The Return on Small-Cap Stocks Since October: 31.9%

By Kevin Sullivan | March 13, 2012
  • What's Happening

    What's Happening

    There are good reasons to be gung-ho over small caps. "Rising investor confidence means investors are willing to take more risk," says Jim Oberweis, president of Oberweis Asset Management. "That will lead to a continued, powerful rise for small-cap stocks." Oberweis says a rebounding U.S. economy benefits small caps, which have greater domestic exposure (and less exposure to Europe's problems) than larger companies. Declining interest rates, he says, means the value of high-growth companies (usually smaller companies) should rise faster than large caps. Net inflows into small-cap funds and exchange-traded funds surpassed $1.8 billion in February, according to Morningstar.

    Photograph by Oriani Origone/

  • Why It Matters

    Why It Matters

    Since October 3, small caps, typically defined as companies with market values under $3 billion, have outperformed large caps -- those with market caps over $15 billion. The S&P Small Cap 600 Index gained almost 32 percent during that time, compared to the S&P 500, which rose almost 24 percent. In eight of the years from 2000 to 2010, small caps outperformed large-cap stocks. In recent weeks, however, small cap stocks have shown signs of weakness as they underperformed the S&P 500 by about 5 percent.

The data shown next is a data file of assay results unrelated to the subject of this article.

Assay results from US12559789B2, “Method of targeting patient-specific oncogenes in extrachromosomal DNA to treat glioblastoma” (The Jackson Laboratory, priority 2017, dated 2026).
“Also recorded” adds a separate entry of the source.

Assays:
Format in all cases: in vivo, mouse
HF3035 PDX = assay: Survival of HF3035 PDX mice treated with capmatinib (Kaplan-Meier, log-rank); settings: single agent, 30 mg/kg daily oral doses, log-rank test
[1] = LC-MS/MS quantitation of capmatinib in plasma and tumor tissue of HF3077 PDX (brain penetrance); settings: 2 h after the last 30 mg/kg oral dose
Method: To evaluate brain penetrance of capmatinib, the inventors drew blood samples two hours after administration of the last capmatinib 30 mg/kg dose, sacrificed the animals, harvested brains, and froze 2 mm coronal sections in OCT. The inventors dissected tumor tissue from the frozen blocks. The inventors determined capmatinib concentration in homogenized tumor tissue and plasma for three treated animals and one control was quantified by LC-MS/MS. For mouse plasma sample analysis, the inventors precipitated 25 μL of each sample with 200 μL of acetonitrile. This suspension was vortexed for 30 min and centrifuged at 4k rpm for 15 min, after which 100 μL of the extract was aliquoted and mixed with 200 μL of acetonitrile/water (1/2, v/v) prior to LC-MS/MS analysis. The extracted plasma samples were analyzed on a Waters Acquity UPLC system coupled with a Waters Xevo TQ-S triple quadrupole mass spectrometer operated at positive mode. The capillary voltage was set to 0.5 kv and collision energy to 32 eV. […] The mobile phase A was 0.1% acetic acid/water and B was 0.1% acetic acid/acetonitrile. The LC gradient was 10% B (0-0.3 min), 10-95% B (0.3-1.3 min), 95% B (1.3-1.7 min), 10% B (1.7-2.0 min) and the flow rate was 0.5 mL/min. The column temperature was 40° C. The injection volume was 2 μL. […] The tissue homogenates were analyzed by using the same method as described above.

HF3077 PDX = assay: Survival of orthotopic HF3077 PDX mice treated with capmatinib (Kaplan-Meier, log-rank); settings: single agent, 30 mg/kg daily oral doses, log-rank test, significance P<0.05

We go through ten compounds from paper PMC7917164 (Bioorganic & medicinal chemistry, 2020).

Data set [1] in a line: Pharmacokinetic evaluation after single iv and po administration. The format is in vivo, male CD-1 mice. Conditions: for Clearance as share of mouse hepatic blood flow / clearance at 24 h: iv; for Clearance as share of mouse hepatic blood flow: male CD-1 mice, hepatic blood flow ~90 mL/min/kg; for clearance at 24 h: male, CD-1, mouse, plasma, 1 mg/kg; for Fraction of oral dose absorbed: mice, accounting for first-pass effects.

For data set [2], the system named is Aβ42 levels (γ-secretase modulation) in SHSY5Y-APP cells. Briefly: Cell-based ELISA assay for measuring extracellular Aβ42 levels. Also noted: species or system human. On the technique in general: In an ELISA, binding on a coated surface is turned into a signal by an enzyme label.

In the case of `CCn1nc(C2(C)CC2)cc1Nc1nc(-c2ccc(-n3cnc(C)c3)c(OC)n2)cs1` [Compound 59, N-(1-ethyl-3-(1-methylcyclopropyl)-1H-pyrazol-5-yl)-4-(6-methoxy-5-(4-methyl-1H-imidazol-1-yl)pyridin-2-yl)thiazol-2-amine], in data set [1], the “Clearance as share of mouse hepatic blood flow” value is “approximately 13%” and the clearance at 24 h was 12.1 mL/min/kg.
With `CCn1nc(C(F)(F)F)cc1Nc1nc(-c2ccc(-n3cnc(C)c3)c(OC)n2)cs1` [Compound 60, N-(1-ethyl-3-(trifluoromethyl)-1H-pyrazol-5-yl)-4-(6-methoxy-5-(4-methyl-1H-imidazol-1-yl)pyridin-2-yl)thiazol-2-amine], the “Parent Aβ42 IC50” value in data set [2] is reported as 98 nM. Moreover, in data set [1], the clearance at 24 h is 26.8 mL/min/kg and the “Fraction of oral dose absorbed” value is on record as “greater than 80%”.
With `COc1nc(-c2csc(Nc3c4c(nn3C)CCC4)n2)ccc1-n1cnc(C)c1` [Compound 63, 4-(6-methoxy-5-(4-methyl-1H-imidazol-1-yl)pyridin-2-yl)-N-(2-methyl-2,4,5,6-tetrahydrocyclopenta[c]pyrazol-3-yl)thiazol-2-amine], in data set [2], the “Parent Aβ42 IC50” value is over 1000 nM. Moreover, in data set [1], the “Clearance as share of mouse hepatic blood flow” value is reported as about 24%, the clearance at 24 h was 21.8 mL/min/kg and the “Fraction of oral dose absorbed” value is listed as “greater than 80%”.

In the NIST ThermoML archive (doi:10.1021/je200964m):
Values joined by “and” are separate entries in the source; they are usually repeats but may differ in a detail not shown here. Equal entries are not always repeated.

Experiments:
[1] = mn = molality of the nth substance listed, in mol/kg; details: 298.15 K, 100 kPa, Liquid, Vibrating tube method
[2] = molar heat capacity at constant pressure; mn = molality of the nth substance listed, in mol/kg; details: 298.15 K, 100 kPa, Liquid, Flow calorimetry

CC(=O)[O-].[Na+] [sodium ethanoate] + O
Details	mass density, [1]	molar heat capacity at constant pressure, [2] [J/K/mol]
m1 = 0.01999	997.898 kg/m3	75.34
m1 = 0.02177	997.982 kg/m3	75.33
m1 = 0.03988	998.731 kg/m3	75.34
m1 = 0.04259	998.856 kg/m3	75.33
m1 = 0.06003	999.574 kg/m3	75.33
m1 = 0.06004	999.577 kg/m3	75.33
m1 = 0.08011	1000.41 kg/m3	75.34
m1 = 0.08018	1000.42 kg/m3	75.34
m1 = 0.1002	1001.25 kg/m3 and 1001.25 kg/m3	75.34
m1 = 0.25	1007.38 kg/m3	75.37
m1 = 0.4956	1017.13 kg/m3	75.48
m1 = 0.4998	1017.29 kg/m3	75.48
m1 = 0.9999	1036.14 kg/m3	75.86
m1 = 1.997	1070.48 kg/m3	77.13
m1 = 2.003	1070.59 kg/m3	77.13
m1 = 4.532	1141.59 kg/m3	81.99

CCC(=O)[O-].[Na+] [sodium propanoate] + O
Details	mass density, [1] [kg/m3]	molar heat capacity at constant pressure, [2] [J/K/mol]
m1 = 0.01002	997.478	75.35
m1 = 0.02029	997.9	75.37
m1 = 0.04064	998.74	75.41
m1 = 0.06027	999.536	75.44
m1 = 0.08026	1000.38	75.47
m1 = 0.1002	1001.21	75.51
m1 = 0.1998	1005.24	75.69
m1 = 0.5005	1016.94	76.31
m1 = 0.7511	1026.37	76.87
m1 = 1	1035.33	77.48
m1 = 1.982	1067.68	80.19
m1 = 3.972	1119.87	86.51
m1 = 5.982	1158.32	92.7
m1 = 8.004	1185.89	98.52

Graphic by Charlos Gary/Bloomberg

  • What It Means for Your Portfolio

    What It Means for Your Portfolio

    Large-cap bulls warn that recent small cap underperformance may signal slower times ahead. Small-cap earnings growth fell in the fourth quarter and estimates for 2012 are declining, according to a Bank of America report. Also, small caps look pricey. The S&P Small Cap 600 Index's trailing price-to-earnings multiple is over 21, while the S&P 500's price-earnings multiple hovers around 14. That ratio of 1.5 times is notably above its 10-year average of 1.2 times. While investors have been chasing small caps this year, it's worth noting that after pouring $6.7 billion into small cap funds in 2010, investors yanked $15.4 billion from them in 2011.

    Photograph by Steve Cole/Getty Images

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